The Petitions note that denial must be justified by a statement of reasons pursuant to section 555(e) of the APA and can be appealed to the courts under sections 702 and 706 of the APA9and, further, that the APA requires that “[p]rompt notice … be given of the denial in whole or in part” of any petition under 12 U.S.C. 553, and that any denial shall include a “brief statement of the grounds for denial.”10

However, the APA does not include required procedures to be followed by an agency regarding the receipt and processing of a rulemaking petition and does not prescribe a stated period for such agency’s response to such petition. As a result, and with the additional complication that the requested action is a multiple-agency rulemaking, it is difficult to predict with any certainty how and, if so, when the Agencies will respond to the Petitions.

1 The petitions (“Petitions”) are described herein and are also available at: https://www.aba.com/Advocacy/LetterstoCongress/Documents/BPI-ABA-joint-PFR-on-Supervisory-Guidance-FDIC.pdf.

2 Namely, the Federal Reserve Board of Governors, the Office of the Comptroller of the Currency in the Department of the Treasury and the Federal Deposit Insurance Corporation (together, the “Banking Agencies”).

3 Federal Reserve Supervisory Letter SR 18-5 / CA 18-7, Interagency Statement Clarifying the Role of Supervisory Guidance (Sept. 12, 2018).

4 See Supervisory Guidance Statement at 1.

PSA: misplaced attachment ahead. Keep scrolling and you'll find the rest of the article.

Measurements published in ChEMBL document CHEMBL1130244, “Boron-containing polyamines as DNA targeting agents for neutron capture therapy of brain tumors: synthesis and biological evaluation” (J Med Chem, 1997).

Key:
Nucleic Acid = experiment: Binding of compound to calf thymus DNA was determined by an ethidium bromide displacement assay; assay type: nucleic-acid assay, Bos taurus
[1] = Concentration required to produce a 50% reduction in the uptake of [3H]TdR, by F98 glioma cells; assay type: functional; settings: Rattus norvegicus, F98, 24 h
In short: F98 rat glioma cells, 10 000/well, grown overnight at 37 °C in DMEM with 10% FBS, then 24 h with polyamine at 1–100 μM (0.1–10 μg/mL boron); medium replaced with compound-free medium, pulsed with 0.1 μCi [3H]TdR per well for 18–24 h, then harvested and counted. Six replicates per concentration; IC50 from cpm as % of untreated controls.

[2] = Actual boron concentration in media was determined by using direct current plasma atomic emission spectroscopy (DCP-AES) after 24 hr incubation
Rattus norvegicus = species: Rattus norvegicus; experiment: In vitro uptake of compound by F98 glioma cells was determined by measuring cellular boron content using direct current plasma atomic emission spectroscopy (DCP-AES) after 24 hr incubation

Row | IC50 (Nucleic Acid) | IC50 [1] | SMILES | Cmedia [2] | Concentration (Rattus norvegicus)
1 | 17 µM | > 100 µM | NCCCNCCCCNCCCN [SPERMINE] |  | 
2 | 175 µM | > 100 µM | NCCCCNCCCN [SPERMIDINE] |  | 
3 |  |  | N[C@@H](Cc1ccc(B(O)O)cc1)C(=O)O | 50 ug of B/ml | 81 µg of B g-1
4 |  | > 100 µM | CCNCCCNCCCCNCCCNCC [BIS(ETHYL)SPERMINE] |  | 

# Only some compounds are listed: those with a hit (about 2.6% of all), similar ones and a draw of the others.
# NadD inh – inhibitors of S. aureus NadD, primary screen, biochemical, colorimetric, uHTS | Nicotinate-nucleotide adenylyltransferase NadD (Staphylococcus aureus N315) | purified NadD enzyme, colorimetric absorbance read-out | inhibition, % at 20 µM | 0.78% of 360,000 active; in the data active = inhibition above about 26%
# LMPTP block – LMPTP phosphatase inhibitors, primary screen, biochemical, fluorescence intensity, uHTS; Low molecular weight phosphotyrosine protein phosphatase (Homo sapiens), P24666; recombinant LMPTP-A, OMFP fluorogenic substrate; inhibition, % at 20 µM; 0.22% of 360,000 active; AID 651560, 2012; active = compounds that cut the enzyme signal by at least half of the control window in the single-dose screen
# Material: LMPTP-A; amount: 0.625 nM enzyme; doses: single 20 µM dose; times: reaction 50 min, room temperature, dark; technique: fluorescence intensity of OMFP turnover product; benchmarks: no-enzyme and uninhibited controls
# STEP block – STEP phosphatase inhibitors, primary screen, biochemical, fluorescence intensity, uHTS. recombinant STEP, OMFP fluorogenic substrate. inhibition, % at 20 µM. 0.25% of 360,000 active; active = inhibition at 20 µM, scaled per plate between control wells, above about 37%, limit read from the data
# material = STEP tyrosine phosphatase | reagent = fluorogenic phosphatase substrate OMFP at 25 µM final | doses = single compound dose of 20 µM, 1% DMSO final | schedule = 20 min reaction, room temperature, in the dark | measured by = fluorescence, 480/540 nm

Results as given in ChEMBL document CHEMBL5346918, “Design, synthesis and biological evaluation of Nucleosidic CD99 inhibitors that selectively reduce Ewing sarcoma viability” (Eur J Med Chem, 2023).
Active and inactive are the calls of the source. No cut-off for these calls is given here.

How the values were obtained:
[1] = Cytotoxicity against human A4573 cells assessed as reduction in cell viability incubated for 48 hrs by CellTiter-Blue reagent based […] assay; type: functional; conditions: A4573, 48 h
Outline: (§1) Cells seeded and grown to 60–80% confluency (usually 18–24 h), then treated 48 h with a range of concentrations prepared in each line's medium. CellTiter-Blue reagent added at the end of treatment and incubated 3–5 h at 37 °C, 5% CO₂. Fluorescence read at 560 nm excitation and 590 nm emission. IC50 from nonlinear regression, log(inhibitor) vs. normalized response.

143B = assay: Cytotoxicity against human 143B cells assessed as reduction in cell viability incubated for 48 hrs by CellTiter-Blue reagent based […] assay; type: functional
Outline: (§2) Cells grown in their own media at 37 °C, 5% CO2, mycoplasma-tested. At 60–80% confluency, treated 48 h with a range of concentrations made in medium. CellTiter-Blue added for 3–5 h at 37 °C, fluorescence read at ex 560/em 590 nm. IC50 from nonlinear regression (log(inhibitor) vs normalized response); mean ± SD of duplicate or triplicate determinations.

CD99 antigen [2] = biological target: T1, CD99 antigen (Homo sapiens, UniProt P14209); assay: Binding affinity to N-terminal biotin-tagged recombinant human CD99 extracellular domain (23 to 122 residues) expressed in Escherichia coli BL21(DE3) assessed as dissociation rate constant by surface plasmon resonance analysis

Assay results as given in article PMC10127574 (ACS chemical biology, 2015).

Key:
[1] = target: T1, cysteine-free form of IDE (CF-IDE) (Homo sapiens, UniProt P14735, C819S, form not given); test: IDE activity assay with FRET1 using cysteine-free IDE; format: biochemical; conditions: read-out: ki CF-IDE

5 Id. at 1.

6 Id. at 2.

7 Id. at 2.

8 Regarding the Banking Agencies’ “Interagency Guidance on Leveraged Lending”, see: https://www.gao.gov/products/B-329272; and for a CFPB Bulletin 2013-02 “Indirect Auto Lending and Compliance with the Equal Credit Opportunity Act, see: https://www.gao.gov/products/D18160. The GAO finding regarding the CFPB Bulletin 2013-02 is also discussed in our January 8 Legal Update “Using the Congressional Review Act to Invalidate or Repeal Informal Agency Guidance .”

9 See 12 U.S.C. §§ 553(e), 555(e), 702, and 706; see also Auer v. Robbins, 519 U.S.C 452 at 459 (1997).

10 The DC Circuit has opined that while there is “no per se rule as to how long is too long” to wait for an agency action, a reasonable time for agency action is “typically counted in weeks or months, not years.” In re Am. Rivers & Idaho Rivers United, 372 F.3d 413, 419 (D.C. Cir. 2004) (quoting Midwest Gas Users Ass'n v. FERC, 833 F.2d 341, 359 (D.C. Cir.1987)).